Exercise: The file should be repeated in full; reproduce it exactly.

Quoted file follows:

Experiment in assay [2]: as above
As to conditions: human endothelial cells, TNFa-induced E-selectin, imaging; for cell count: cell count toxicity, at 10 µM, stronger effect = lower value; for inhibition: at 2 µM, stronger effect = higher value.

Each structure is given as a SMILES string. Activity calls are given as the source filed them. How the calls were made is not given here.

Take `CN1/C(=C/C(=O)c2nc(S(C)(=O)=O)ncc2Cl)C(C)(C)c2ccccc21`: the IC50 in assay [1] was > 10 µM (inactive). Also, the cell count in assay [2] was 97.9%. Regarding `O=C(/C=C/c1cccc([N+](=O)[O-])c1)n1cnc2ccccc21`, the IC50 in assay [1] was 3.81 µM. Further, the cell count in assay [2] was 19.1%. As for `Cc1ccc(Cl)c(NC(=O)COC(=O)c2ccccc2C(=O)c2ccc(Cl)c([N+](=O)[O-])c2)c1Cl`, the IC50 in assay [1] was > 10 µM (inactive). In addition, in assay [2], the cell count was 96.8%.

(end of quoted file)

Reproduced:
Experiment in assay [2]: as above
As to conditions: human endothelial cells, TNFa-induced E-selectin, imaging; for cell count: cell count toxicity, at 10 µM, stronger effect = lower value; for inhibition: at 2 µM, stronger effect = higher value.

Each structure is given as a SMILES string. Activity calls are given as the source filed them. How the calls were made is not given here.

Take `CN1/C(=C/C(=O)c2nc(S(C)(=O)=O)ncc2Cl)C(C)(C)c2ccccc21`: the IC50 in assay [1] was > 10 µM (inactive). Also, the cell count in assay [2] was 97.9%. Regarding `O=C(/C=C/c1cccc([N+](=O)[O-])c1)n1cnc2ccccc21`, the IC50 in assay [1] was 3.81 µM. Further, the cell count in assay [2] was 19.1%. As for `Cc1ccc(Cl)c(NC(=O)COC(=O)c2ccccc2C(=O)c2ccc(Cl)c([N+](=O)[O-])c2)c1Cl`, the IC50 in assay [1] was > 10 µM (inactive). In addition, in assay [2], the cell count was 96.8%.